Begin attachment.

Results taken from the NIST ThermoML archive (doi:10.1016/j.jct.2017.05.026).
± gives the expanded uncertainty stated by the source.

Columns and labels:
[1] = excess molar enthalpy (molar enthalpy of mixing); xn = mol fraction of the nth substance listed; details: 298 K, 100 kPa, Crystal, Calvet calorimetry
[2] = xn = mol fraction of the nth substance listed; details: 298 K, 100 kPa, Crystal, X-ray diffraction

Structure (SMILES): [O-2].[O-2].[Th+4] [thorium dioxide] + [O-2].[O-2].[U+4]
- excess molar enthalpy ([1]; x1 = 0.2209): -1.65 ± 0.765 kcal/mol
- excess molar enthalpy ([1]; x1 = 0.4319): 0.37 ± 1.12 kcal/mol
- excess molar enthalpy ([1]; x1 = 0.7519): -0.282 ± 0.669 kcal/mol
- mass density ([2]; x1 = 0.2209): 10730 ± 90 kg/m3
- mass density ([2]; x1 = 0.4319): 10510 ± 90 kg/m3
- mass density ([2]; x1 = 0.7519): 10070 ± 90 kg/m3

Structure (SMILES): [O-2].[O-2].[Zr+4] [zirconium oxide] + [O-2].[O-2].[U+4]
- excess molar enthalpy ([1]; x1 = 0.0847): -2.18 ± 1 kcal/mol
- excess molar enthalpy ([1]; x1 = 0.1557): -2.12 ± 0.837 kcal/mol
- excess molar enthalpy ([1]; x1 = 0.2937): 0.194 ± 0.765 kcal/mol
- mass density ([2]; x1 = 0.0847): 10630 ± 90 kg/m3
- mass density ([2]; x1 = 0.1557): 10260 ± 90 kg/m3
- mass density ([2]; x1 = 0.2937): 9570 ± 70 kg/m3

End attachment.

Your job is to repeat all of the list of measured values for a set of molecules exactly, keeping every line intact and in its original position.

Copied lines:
Results taken from the NIST ThermoML archive (doi:10.1016/j.jct.2017.05.026).
± gives the expanded uncertainty stated by the source.

Columns and labels:
[1] = excess molar enthalpy (molar enthalpy of mixing); xn = mol fraction of the nth substance listed; details: 298 K, 100 kPa, Crystal, Calvet calorimetry
[2] = xn = mol fraction of the nth substance listed; details: 298 K, 100 kPa, Crystal, X-ray diffraction

Structure (SMILES): [O-2].[O-2].[Th+4] [thorium dioxide] + [O-2].[O-2].[U+4]
- excess molar enthalpy ([1]; x1 = 0.2209): -1.65 ± 0.765 kcal/mol
- excess molar enthalpy ([1]; x1 = 0.4319): 0.37 ± 1.12 kcal/mol
- excess molar enthalpy ([1]; x1 = 0.7519): -0.282 ± 0.669 kcal/mol
- mass density ([2]; x1 = 0.2209): 10730 ± 90 kg/m3
- mass density ([2]; x1 = 0.4319): 10510 ± 90 kg/m3
- mass density ([2]; x1 = 0.7519): 10070 ± 90 kg/m3

Structure (SMILES): [O-2].[O-2].[Zr+4] [zirconium oxide] + [O-2].[O-2].[U+4]
- excess molar enthalpy ([1]; x1 = 0.0847): -2.18 ± 1 kcal/mol
- excess molar enthalpy ([1]; x1 = 0.1557): -2.12 ± 0.837 kcal/mol
- excess molar enthalpy ([1]; x1 = 0.2937): 0.194 ± 0.765 kcal/mol
- mass density ([2]; x1 = 0.0847): 10630 ± 90 kg/m3
- mass density ([2]; x1 = 0.1557): 10260 ± 90 kg/m3
- mass density ([2]; x1 = 0.2937): 9570 ± 70 kg/m3